This proposal comes from Camilla Cavendish in the UK, where family courts are even more closed than in Canada. Courts hear only one expert witness, and parents cannot call on testimony from an expert with a different opinion. In Canada unrepresented parents are silenced by court officers who make no statement on record, but menace parents with handcuffs when they try to speak.
lay adviser for unrepresented parents
Give automatic permission for parents who are refused legal aid to get a lay adviser to help them present their case. Another suggestion from Camilla Cavendish.
limitation or elimination of immunity for caseworkers
Currently, child-protection workers are immune from all legal actions as long as they act in "good faith". This means they are above the law. This is no theoretical statement. In private meetings between caseworkers and parents, they regularly bully parents with their power. One caseworker told a father: "Fathers have no rights". Another told a grandmother: "We have as much power as God". It was only a slight exaggeration.
When a case gets to court, immunity prevents the presentation of true evidence. Since caseworkers are immune, they cannot suffer even from intentional perjury.
do not seize kids until after adverse hearing
The law now in most jurisdictions requires judicial authorization before child removal, but it comes with an exception for children in immediate danger. For the caseworker, this means checking a box on a form. In practice, children are always picked up first on pretense of emergency, and court hearings are after-the-fact. The caseworkers enjoy immunity, so they cannot suffer from any misrepresentation.
The law could be changed to eliminate the exception, delaying child abduction until a judge has signed a warrant on probably cause. By itself, this is unlikely to do much good, since child protection agencies with millions of dollars in revenue will find a way to induce friendly judges to rubber-stamp their requests. A more meaningful reform is to require an adverse hearing in which the parents can present evidence in opposition, and only then can the court issue a pickup order. This would at least protect innocent families able to hire competent counsel.
trial by jury before crown-wardship
Juries, not judges, should have the final word on removing parents from a child's life and turning them into crown wards.
require child's presence in the courtroom
This procedure is followed now in criminal matters, though not in the more consequential custody cases. It would eliminate two current problems. First, the child may be out of the jurisdiction of the court, and impossible to bring into the courtroom, but as it is now, the court can continue to exercise jurisdiction based on some past condition. Two courts can even claim jurisdiction over the same child. Second, as long as the child is old enough to understand, he can witness the proceedings in his own case.
provide parents with adverse evidence
Provide an automatic right for parents to receive copies of case conference notes and all evidence used against them in court, just as they would in a criminal trial. This is most vital for unrepresented parents who must get this material without specific application.
eliminate risk assessments
Child protectors now use risk assessment tools to estimate the risk of future abuse or neglect. A high score can justify child removal, even when no abuse or neglect has already occurred. Scientific analysis and reports from caseworkers confirm that these are subjective tools that reflect only the will of the caseworker. Do we lock people up because they have the capacity to rob a bank, or commit any other crime?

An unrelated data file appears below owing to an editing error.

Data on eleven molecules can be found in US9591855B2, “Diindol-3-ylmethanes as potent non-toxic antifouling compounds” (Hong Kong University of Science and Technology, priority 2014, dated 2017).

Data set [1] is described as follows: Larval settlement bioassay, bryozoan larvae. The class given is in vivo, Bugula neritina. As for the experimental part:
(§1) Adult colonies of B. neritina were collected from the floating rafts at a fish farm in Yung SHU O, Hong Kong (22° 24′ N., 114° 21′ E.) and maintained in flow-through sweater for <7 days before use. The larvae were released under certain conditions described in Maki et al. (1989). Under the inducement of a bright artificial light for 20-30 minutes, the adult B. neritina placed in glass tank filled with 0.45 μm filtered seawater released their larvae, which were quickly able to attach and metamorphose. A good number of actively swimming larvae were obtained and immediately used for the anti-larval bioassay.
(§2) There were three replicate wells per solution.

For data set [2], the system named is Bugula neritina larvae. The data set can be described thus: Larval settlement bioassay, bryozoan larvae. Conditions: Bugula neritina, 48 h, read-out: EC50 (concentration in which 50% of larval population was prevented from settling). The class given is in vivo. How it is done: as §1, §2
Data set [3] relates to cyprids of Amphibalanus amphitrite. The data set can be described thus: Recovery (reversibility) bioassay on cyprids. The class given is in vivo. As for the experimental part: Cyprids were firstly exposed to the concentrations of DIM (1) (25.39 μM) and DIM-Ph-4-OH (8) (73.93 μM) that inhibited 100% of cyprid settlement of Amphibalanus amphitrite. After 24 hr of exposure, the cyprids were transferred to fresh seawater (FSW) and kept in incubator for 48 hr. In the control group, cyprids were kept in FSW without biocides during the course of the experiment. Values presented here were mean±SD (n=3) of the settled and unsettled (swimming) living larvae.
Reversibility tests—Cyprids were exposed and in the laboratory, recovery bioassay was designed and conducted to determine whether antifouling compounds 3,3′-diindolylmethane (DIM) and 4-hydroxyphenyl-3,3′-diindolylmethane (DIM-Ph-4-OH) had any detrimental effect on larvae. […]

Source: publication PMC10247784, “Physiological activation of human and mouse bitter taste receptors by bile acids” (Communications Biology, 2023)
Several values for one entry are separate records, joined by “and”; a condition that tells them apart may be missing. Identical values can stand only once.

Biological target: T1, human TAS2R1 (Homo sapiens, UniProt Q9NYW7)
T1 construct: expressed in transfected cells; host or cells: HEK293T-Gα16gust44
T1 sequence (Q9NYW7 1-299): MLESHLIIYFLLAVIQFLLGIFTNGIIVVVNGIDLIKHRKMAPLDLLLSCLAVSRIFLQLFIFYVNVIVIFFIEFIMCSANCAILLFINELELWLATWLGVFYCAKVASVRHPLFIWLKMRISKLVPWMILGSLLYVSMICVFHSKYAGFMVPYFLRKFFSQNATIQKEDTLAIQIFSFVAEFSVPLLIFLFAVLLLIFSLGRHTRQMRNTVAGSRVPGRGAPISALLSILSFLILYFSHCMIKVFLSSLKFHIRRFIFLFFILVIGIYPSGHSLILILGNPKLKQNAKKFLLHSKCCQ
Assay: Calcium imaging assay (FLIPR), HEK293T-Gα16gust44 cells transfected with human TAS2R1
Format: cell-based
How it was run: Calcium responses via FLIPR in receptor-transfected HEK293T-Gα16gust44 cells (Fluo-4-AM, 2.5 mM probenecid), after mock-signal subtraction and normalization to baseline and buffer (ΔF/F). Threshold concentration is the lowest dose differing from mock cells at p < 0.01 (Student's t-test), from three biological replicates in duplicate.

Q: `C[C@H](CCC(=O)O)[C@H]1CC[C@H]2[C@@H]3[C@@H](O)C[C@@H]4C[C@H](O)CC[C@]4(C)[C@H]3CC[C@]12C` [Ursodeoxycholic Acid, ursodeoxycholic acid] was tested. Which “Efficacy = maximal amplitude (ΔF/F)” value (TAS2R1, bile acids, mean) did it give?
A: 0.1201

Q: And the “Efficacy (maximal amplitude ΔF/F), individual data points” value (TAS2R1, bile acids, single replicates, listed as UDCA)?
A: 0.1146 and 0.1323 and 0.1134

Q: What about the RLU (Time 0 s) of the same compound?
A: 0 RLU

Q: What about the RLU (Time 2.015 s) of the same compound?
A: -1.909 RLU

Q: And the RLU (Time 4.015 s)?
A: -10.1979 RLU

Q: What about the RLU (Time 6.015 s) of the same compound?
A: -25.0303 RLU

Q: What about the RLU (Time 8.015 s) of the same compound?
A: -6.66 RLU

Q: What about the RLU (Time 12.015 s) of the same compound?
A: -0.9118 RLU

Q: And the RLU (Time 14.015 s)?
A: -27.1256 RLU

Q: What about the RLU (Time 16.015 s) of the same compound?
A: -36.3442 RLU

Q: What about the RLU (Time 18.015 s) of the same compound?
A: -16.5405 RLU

eliminate vagueness in definition of child abuse and neglect
Both child abuse and neglect are vaguely defined in the law. This might be tolerable if, as in other areas, the courts were open. In that case, examination of past decisions would eventually build up a body of common law that would inform parents of what they had to do to avoid a charge of abuse or neglect. But where the courts operate in secret, no parent can possibly know, until it is too late, what actions to take to be within the law. The law should define child abuse and neglect with sufficient precision that parents can know their responsibilities.
eliminate junk science from therapists as evidence
Therapy for children is now rife with junk science theories. A few years ago, there was a procedure called rebirthing, in which adopted children were compelled to struggle for hours confined in a bag to escape into the arms of their adopted parents. This was supposed to promote bonding with the new family. The procedure became discredited when Candace Newmaker died in Denver during her struggle. Sadly, this is not the only therapeutic fad, and lots of others just as silly are still in vogue. Therapists should not be giving expert testimony in child protection cases.
notify parents when children are removed
Several parents have reported that they did not learn of the seizure of their children until the children failed to return from school. At a minimum, parents should be notified immediately when their children are taken into custody.
tell parents their rights
The United States Congress enacted a provision requiring social workers to notify a parent of certain rights at the onset of a case. That might be a good idea in Ontario as well, at least if parents had any rights. There are none enumerated in the Child and Family Services Act.
An even more comprehensive reform requires informing parents of their rights at later stages of the process.
tell children their rights
A reform that sounds good. But what is the use of informing a child of rights that he has no power to exercise?
video tape all contact between families and CAS
This would eliminate much of the private bullying by CAS workers. It would also eliminate another abuse, coaching children. In Orangeville, a three-year-old girl was coached, off camera, then induced to say on camera that her mother hit her with a frying pan. The mother later found that the girl did not know what a frying pan was.